Dr. Siefker-Radtke highlights the latest erdafitinib research in urothelial carcinoma

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"It is erdafitinib’s time to shine," says Arlene O. Siefker-Radtke, MD.

In a recent interview with Urology Times, Arlene O. Siefker-Radtke, MD, discussed ongoing research developments with the pan-FGFR inhibitor erdafitinib (Balversa) in patients with urothelial carcinoma.

Erdafitinib has an accelerated approved from the FDA for the treatment of adult patients with FGFR2/3-positive locally advanced or metastatic urothelial carcinoma that has progressed on or after ≥1 line of platinum-containing chemotherapy, including ≤12 months of neoadjuvant or adjuvant platinum-containing chemotherapy. Based on the results of the phase 3 THOR trial a supplemental new drug application was recently filed with the FDA to convert this accelerated approval into a full approval.

In the interview, Siefker-Radtke, professor of genitourinary medical oncology at the University of Texas MD Anderson Cancer Center, discusses the THOR trial, the NORSE trial of erdafitinib plus cetrelimab (JNJ-63723283), and other ongoing research with the pan-FGFR inhibitor.

What is the mechanism of action of erdafitinib?

Siefker-Radtke: Erdafitinib is an FGFR1-4 inhibitor, so it inhibits all 4 FGF receptors, and it inhibits them in the single digit nanomolar range. It is very effective at targeting these, and this may be important because in the lab, we saw we only blocked FGFR3, and we saw 1,2, and 4 come up. If you inhibit more, perhaps you could enhance the clinical activity using pan inhibition of FGF.

What are some key trials evaluating erdafitinib in urothelial carcinoma?

It is erdafitinib’s time to shine. [At ASCO], we saw 3 major trials presented. The first 1 is the NORSE clinical trial. You may notice the different names of the trial is a sign that Janssen likes her Norse gods. We have erdafitinib itself, which is named after the goddess Erda the Norse goddess for the Earth. Then we have the THOR clinical trial, and the RAGNAR trial. The trial that it was my pleasure to present [at ASCO was] the NORSE clinical trial.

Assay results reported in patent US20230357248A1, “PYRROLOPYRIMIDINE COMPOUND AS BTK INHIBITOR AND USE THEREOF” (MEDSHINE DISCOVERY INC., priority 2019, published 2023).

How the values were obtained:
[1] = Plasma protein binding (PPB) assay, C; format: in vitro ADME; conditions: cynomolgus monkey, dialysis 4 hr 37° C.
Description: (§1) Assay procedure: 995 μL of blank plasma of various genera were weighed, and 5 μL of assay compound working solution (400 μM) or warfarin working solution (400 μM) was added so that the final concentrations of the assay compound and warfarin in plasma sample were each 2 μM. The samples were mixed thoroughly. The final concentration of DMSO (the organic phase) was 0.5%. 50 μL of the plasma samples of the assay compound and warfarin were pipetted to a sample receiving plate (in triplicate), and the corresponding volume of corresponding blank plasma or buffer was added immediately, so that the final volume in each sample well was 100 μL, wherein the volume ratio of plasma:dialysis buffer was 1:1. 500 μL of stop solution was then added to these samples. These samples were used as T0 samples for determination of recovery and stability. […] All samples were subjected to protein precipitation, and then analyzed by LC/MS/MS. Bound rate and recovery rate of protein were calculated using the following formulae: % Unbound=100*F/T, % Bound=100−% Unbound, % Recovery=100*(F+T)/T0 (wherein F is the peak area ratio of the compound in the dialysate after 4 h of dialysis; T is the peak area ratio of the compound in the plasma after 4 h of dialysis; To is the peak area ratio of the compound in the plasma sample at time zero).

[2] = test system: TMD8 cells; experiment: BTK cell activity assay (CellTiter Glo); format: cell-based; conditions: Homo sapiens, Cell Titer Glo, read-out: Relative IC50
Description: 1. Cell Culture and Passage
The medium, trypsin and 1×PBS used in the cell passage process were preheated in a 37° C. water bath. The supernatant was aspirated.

Please discuss the NORSE trial in further detail.

This clinical trial was designed to test the combination of erdafitinib with the PD-1 inhibitor cetrelimab [JNJ-63723283] in the frontline treatment of patients with metastatic surgically unresectable urothelial carcinoma. This trial was designed as a randomized yet non-comparative cohort trial with erdafitinib as a single-agent, and then the combination of erdafitinib with cetrelimab.

If we look at the biology behind the design, there's been historic literature suggesting that the FGFR3 alterations are present in more immunologically cold tumors. The goal was to see if this combination could overcome any potential immune resistance, or perhaps enhance the clinical activity of erdafitinib in the FGFR3-altered urothelial carcinoma population.

What were the results of the NORSE trial?

The results of this trial are quite promising. It was a frontline trial, no prior therapy for patients who are ineligible for cisplatin-based chemotherapy. The treatment of these patients has long been an unmet need, with over 50% of patients not eligible for standard-of-care cisplatin-based regimens, so developing alternatives would be very important to enhance activity.

The results appeared quite compelling. Single-agent erdafitinib had an objective response rate of around 45%. The combination of erdafitinib with cetrelimab had an objective response rate of around 55%. We also saw deeper and more durable responses with the combination, and we saw nearly a 14% complete response rate with the combination treatment. This also translated to an impact in progression-free survival with single-agent erdafitinib having a progression-free survival around 5 and a half months, and the combination arm having a median survival of around 11 months. The median overall survival for erdafitinib alone was around 16 months, whereas the combination had a median overall survival of around 20.8 months.